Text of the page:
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470 Results
Why did the EU and US court systems define “research” differently?
In a recent commentary, Baker Institute science and technology policy experts described two international court cases that aimed to define “research” — and that ultimately arrived at two different answers. “What makes this interesting is that the courts’ definition of ‘research’ was based on politics — what the court wanted the end result to be,” said Kirstin Matthews, the institute’s fellow in science and technology policy. To reach a decision prohibiting human embryonic stem cell (hESC) patents, the EU court ruled that “research” occurs in a continuum. To reach a decision supporting federal funding of stem cell research, the U.S. court ruled that “research” involves a specific project.
Kirstin R.W. Matthews, Maude Rowland Cuchiara December 1, 2013
Latin America Initiative | Commentary
The Post-2015 UN Development Agenda
The success of the post-2015 U.N. development agenda will depend on a strong intergovernmental partnership for development and a system of accountability and effective monitoring.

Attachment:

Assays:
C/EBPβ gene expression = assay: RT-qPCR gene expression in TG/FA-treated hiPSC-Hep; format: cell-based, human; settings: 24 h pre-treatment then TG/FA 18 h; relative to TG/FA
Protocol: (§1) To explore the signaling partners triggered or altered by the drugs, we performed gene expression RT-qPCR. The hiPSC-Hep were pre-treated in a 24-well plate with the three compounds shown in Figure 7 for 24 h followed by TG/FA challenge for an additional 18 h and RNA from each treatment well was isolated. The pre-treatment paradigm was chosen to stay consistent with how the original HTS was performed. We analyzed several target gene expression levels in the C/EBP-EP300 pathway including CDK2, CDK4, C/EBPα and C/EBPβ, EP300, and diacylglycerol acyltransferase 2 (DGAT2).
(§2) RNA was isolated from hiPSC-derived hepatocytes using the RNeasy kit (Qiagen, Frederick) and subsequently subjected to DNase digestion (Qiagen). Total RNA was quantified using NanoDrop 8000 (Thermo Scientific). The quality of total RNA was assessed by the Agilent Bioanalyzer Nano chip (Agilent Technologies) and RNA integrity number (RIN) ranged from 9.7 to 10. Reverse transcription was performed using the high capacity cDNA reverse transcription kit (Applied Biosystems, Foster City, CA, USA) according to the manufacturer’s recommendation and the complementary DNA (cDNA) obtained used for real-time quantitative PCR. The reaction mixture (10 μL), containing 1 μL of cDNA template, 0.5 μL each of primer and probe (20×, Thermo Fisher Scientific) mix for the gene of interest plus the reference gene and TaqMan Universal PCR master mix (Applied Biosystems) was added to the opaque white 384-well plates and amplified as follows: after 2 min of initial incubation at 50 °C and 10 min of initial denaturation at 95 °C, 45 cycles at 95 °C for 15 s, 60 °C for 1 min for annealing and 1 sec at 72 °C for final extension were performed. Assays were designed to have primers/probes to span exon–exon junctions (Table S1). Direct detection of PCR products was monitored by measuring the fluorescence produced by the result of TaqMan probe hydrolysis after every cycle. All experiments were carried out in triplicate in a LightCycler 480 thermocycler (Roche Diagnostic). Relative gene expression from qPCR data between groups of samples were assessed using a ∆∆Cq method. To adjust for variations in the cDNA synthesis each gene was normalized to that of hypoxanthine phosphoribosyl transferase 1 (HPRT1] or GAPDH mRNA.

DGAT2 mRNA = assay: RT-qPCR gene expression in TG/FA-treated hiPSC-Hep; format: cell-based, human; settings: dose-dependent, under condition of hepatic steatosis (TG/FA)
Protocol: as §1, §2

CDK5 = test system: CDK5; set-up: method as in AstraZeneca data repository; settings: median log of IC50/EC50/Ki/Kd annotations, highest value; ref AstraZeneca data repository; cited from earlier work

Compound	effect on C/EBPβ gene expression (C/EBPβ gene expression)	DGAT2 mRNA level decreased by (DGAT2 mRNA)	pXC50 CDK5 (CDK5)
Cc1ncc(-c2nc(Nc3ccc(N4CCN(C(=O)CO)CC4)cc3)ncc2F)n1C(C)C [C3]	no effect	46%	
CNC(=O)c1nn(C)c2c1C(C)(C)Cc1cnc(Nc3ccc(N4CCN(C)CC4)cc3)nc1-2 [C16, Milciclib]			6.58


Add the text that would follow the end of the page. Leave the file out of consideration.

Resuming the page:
José Antonio Ocampo October 30, 2013
Latin America Initiative | Commentary
Exploiting Latin America’s oil potential hampered by politics
Latin America has 20 percent of world reserves, but only 13 percent of world production. The hydrocarbon industry’s underperformance in Latin America, despite a decade of record high oil prices, is the result of largely political challenges rather than geological limitations.
Francisco J. Monaldi July 26, 2013
The Price of Drugs for Chronic Myeloid Leukemia (CML) is a Reflection of the Unsustainable Prices of Cancer Drugs: from the Perspective of a Large Group of CML Experts
There are multiple factors involved in cancer drug pricing that have an impact on individual patients and health care policies. There is a need to (1) lower the prices of cancer drugs to allow more patients to afford them and (2) maintain sound long-term health care policies.
Hagop M. Kantarjian May 30, 2013
Measuring Women’s Empowerment: Participation and Rights in Civil, Political, Social, Economic, and Cultural Domains
Women’s empowerment is a multi-dimensional process of achieving basic capabilities, legal rights, and participation in key social, economic, political and cultural domains. This paper offers a set of 44 indicators for measuring women's empowerment.
Valentine M. Moghadam September 12, 2005